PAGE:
The probe carrier drive assembly is schematically shown in FIGS. 3 and 4. The probe carrier is held at one end by a counterweight CW, then passes vertically downward into a guider GD then around a guide roll GR from which it emerges in the horizontal plane. The probe carrier is then passed through an upright guide UG and twisted at 90° looking towards a drive roller DRL. The drive roller DRL consists of a 2 in. diameter rubber-faced roll with an abrasive mesh glued to the rubber. The drive roller is driven through three fiber gears by a synchronous motor and planetary gear unit (not shown). Output speed of the planetary gear unit is 16.6 RPM with the drive roller speed being 13.4 RPM, which gives a linear speed of 1.4 in/sec for the probe a speed which has been found to be most favorable. Torque at the drive roller is approximately 480 oz.in.
Referring to FIG. 6, the probe carrier is shown in cross section. It consists of an assembly of two steel tapes ST disposed face-to-face on their concave side and enclosed within a plastic heat-shrinkable tubing PTB shrunk against them. Between the two steel tapes, the space accommodates a flat insulated cable CBL transmitting over six wires the signals derived to and from the probe. Thus, the electrical cable is captured and protected by the tapes. The assembly also provides flexibility for lateral bending while offering sufficient stiffness in the plane of the probe carrier. This is also an arrangement which is easy to construct, inexpensive and replaceable. Indeed, the probe carrier, or at least its plastic tubing PTB may have to be replaced periodically.
The construction of the probe is illustrated by FIGS. 7, 8 and 9. FIG. 7 shows one embodiment of the probe assembly mounted at the end of the probe carrier. FIG. 8 is an exploded view of the parts assembled in the embodiment of FIG. 7. This probe design is unique and specially intended for the particular application described. An adaptor ADP at the rear of the probe PB provides an intermediate connection with the electrical cable CBL and the probe carrier PC. It also serves as support for a stabilizing spring steel "wing" SU fixed by means of a screw in tapped hole SW. The spring steel "wing" SU of FIG. 5 serves two functions: to keep the probe aligned in its lane between the tubes and to activate through a lever SL a microswitch MS when the probe, while being withdrawn, reaches the limit of its travel back into the carriage, e.g., when the tip of the "wing" hits the end SF of the lever SL. The adaptor has an electrical connector PTC (shown in FIG. 8) for quick replacement and interchangeability of the probe carrier and the probe and to avoid handling integral long wires during fabrication of the probe. A mating connector is provided in the probe.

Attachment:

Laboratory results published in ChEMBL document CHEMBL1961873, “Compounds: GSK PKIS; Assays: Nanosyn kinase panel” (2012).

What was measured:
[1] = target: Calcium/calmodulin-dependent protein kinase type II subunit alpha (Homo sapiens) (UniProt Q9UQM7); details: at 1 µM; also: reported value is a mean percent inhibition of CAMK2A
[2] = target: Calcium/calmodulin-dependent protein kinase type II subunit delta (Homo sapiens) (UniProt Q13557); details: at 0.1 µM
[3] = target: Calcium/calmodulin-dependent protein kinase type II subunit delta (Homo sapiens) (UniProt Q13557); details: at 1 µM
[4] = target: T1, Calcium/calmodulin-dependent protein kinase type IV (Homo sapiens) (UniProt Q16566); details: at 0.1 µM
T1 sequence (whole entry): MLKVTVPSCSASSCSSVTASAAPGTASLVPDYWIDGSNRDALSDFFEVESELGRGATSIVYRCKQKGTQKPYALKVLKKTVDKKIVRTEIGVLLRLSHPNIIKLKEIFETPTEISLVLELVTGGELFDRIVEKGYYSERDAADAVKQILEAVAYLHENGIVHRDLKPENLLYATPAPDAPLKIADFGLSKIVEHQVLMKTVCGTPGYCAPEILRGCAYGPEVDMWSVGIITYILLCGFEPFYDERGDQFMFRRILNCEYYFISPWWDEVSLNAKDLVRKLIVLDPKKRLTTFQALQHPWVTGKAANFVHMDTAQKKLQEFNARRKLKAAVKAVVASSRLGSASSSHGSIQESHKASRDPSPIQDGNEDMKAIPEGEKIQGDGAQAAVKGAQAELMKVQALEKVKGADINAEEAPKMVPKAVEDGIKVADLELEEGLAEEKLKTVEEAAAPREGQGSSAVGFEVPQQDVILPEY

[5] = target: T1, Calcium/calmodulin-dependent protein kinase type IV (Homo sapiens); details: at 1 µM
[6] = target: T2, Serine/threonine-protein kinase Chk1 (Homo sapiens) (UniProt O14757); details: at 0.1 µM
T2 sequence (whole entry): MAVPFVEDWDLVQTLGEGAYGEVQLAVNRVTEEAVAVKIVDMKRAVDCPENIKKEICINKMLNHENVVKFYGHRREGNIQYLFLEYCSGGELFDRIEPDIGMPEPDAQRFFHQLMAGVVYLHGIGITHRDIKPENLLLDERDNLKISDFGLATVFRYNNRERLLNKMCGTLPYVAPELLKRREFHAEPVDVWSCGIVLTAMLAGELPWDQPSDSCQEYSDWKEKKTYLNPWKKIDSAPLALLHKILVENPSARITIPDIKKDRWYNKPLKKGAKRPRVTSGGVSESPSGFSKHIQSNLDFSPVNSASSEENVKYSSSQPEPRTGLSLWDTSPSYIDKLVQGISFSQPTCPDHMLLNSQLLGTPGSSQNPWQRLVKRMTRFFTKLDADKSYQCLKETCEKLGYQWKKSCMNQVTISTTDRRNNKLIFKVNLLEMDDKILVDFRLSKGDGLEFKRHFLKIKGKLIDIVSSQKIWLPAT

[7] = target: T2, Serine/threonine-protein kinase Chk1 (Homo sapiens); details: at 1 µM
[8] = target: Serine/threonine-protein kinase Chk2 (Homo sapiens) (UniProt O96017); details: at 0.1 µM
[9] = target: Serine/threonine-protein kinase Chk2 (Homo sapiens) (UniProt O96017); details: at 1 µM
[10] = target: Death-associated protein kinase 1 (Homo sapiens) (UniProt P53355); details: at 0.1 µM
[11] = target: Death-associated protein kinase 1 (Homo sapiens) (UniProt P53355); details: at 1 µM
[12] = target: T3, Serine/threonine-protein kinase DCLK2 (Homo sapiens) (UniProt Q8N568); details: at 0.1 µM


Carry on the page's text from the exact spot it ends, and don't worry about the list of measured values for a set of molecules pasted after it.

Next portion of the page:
The assembly of the probe and the adaptor is acoustically, mechanically, and electrically complete and requires only the means of positioning it in the steam generator in order to function as a sludge level detector. Positioning and support are provided by the probe carrier PC. The probe and probe carrier assembly could be considered, from the user's viewpoint, as a basic unit because it is pre-assembled and can be installed and removed as a unit.
In this embodiment, the probe (FIG. 7) contains five transducer elements T1,T2,T3,T4 and T5 facing respectively in the up, forward, down-right, down, and down-left directions, as shown clockwise around an internal grounded frame FRM starting with the T1 element that is seen face-on in the figure. Each element is a 0.195 in. square plate of lead zirconate titanate piezoceramic, having a thickness resonant frequency of 5 MHz. Connections from the rear electrode surface of each element are brought to pins on the connector (See FIG. 8). The front electrode of each element is connected by coatings of conductive epoxy to the aluminum frame FRM, thus providing a common ground for all elements (wires could also be used). A sixth pin on the connector is connected, by means of a wire and a conductive bond, to the frame.
Referring to FIG. 9, another embodiment of the probe head is shown which is similar in many respects to the embodiment of FIGS. 7 and 8, except that, transducer elements T3 and T5 are omitted and another transducer element T2 ' is added. Transducer element T'2 is inclined relative to the front face of the probe and oriented toward one side of the probe carrier. In this fashion, transducer element T'2 transmits to, and receives ultrasonic pulses directly from, the tubes which are aligned on one side of the lane, while the probe is travelling in the lane. The electronic circuit counts pulses which are indicative of so many tubes passed during the motion, so that the distance of travel is known and can be instantaneously recorded and correlated with the measurement data.